from State Department Daily Briefing, August 1, 2000
U.S. Department of State
TUESDAY, AUGUST 1, 2000
Briefer: Philip T. Reeker, Deputy Spokesman
QUESTION: Yes, on Colombia.
Yesterday, 30 NGOs in a letter to President Clinton and Secretary of State
Madeleine Albright urged them not to certify that Colombia may receive
military assistance because, in their words, they haven't complied with
the conditions that were included in the bill that gave birth to Plan
Colombia. They also warn against the use of a waiver to avoid the certification
process and decided yesterday to cancel a meeting that they had scheduled
today with Peter Romero where they were going to discuss precisely the
current situation on human rights in Colombia.
Do you have any comments on
MR. REEKER: I think everybody
will recall that on July 13th legislation which appropriated about $1.3
billion for Plan Colombia was signed into law by President Clinton, and
that law does require that the Administration submit to Congress a number
of notifications and reports and certifications. One of those certifications
requires that the Secretary of State certify to the appropriate congressional
committees and authorities that the Government of Colombia is undertaking
certain actions to improve human rights and drug crop eradication to areas
that we have highlighted annually in our narcotics report and our human
The law on Plan Colombia also
contains a waiver provision, as you noted, which would enable assistance
to be provided for Colombia without regard to the various requirements
if the President made a certification that this would be in the national
security interest to do so. Right now, the Department of State is working
with other agencies in the government to discuss implementing that law
and the certification and reporting requirements under that law and how
that will go about. So I don't have any specific things for you on that
process at this point.
We have held discussions and
consultations with human rights groups, certainly over a long period of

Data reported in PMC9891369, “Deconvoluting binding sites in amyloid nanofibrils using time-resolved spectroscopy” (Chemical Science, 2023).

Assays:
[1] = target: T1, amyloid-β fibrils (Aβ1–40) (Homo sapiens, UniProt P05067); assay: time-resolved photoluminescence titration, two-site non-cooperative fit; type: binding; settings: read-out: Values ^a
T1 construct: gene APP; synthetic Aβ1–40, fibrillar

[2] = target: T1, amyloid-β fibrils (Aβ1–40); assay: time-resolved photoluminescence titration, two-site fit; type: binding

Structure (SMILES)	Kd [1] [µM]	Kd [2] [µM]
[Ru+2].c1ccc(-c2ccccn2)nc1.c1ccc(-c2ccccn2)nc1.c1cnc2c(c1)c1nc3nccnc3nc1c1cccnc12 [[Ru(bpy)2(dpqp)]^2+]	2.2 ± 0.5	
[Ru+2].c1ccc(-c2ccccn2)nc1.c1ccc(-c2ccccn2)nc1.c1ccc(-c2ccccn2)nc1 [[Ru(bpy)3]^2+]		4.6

time, about the situation in Colombia. As I noted, every year we have
our human rights report which is based in part on conversations that we
hold with groups that monitor human rights in Colombia. The Plan, Plan
Colombia, as I said, the law requires that there be some specific consultations
with human rights groups on a variety of issues, and in order to meet
the requirement we do want to begin to have a regular process of meetings
with these groups beyond the periodic meetings that we've had for many
years, which I described.
It is unfortunate that the
meeting scheduled for today was canceled, since most of the organizations
had decided not to participate, but we will issue a new invitation and
try to reschedule something in the next several days.
QUESTION: This rescheduling
of the meeting would help the process and, as I understand, there is a
lot of urgency for the funds to get to Colombia because most of the anti-narcotics
programs are almost run out of funds. Do you have any time frame of when
this meeting is going to take place?
MR. REEKER: I don't have any
specific time frame. As I said, we regretted that the meeting that had
been scheduled for today with a number of human rights groups was canceled.
We're looking into issuing a new invitation in the next several days.
I don't have a specific time table or calendar for that. And as I said,
we're also continuing the discussions on implementing the various aspects
of the law in terms of the certifications and reporting requirements that
are necessary and how we'll go about doing that.
As of August 2, 2000, this document
was also available online at http://secretary.state.gov/www/briefings/0008/000801db.html